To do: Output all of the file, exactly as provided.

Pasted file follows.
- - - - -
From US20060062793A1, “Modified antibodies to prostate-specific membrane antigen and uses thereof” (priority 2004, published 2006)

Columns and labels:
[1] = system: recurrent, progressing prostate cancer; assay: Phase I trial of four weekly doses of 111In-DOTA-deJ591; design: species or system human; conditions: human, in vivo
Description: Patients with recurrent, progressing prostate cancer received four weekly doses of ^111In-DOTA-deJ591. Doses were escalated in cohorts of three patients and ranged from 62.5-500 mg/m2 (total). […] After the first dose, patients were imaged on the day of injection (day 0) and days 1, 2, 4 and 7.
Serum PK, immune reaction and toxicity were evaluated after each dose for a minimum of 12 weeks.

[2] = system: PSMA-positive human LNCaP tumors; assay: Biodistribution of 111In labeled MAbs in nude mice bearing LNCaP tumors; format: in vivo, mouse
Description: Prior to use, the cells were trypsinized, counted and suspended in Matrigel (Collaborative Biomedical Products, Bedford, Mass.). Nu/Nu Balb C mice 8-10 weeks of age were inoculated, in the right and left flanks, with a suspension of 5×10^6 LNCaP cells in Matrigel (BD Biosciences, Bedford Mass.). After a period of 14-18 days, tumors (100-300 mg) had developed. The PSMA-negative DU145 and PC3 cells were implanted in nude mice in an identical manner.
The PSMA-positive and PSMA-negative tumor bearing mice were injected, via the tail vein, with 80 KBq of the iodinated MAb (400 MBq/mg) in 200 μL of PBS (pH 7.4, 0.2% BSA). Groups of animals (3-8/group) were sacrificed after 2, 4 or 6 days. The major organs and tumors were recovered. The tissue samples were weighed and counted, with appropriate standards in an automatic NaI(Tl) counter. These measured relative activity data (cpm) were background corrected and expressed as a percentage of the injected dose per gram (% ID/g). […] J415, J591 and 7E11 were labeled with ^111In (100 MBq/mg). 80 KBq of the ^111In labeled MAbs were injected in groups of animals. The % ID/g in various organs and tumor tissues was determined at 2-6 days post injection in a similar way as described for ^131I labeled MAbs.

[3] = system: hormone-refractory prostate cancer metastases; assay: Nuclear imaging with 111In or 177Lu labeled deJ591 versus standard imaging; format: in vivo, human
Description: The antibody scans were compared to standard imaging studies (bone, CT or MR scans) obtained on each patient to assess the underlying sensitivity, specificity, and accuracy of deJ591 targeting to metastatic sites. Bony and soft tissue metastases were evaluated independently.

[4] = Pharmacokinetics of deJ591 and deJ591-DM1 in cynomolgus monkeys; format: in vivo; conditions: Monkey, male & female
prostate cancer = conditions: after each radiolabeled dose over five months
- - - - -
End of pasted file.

From US20060062793A1, “Modified antibodies to prostate-specific membrane antigen and uses thereof” (priority 2004, published 2006)

Columns and labels:
[1] = system: recurrent, progressing prostate cancer; assay: Phase I trial of four weekly doses of 111In-DOTA-deJ591; design: species or system human; conditions: human, in vivo
Description: Patients with recurrent, progressing prostate cancer received four weekly doses of ^111In-DOTA-deJ591. Doses were escalated in cohorts of three patients and ranged from 62.5-500 mg/m2 (total). […] After the first dose, patients were imaged on the day of injection (day 0) and days 1, 2, 4 and 7.
Serum PK, immune reaction and toxicity were evaluated after each dose for a minimum of 12 weeks.

[2] = system: PSMA-positive human LNCaP tumors; assay: Biodistribution of 111In labeled MAbs in nude mice bearing LNCaP tumors; format: in vivo, mouse
Description: Prior to use, the cells were trypsinized, counted and suspended in Matrigel (Collaborative Biomedical Products, Bedford, Mass.). Nu/Nu Balb C mice 8-10 weeks of age were inoculated, in the right and left flanks, with a suspension of 5×10^6 LNCaP cells in Matrigel (BD Biosciences, Bedford Mass.). After a period of 14-18 days, tumors (100-300 mg) had developed. The PSMA-negative DU145 and PC3 cells were implanted in nude mice in an identical manner.
The PSMA-positive and PSMA-negative tumor bearing mice were injected, via the tail vein, with 80 KBq of the iodinated MAb (400 MBq/mg) in 200 μL of PBS (pH 7.4, 0.2% BSA). Groups of animals (3-8/group) were sacrificed after 2, 4 or 6 days. The major organs and tumors were recovered. The tissue samples were weighed and counted, with appropriate standards in an automatic NaI(Tl) counter. These measured relative activity data (cpm) were background corrected and expressed as a percentage of the injected dose per gram (% ID/g). […] J415, J591 and 7E11 were labeled with ^111In (100 MBq/mg). 80 KBq of the ^111In labeled MAbs were injected in groups of animals. The % ID/g in various organs and tumor tissues was determined at 2-6 days post injection in a similar way as described for ^131I labeled MAbs.

[3] = system: hormone-refractory prostate cancer metastases; assay: Nuclear imaging with 111In or 177Lu labeled deJ591 versus standard imaging; format: in vivo, human
Description: The antibody scans were compared to standard imaging studies (bone, CT or MR scans) obtained on each patient to assess the underlying sensitivity, specificity, and accuracy of deJ591 targeting to metastatic sites. Bony and soft tissue metastases were evaluated independently.

[4] = Pharmacokinetics of deJ591 and deJ591-DM1 in cynomolgus monkeys; format: in vivo; conditions: Monkey, male & female
prostate cancer = conditions: after each radiolabeled dose over five months